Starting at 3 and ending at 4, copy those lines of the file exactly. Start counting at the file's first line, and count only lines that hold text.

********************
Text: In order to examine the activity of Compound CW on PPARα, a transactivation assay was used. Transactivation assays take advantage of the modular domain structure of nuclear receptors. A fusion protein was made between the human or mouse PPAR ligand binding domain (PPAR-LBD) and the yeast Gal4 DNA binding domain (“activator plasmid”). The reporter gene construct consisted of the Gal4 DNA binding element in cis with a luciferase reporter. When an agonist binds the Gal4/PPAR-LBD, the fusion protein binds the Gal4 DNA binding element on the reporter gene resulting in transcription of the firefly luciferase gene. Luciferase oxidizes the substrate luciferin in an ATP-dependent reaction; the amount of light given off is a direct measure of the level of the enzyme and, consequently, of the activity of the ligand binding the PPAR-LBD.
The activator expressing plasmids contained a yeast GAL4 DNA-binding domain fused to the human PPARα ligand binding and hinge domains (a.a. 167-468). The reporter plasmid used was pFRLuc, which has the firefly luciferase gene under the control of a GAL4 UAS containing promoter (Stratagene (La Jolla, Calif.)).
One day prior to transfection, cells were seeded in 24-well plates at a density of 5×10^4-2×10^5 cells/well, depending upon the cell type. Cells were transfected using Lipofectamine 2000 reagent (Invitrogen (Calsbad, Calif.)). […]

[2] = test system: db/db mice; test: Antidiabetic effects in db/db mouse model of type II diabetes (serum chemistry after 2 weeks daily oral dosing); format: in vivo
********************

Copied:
One day prior to transfection, cells were seeded in 24-well plates at a density of 5×10^4-2×10^5 cells/well, depending upon the cell type. Cells were transfected using Lipofectamine 2000 reagent (Invitrogen (Calsbad, Calif.)). […]

[2] = test system: db/db mice; test: Antidiabetic effects in db/db mouse model of type II diabetes (serum chemistry after 2 weeks daily oral dosing); format: in vivo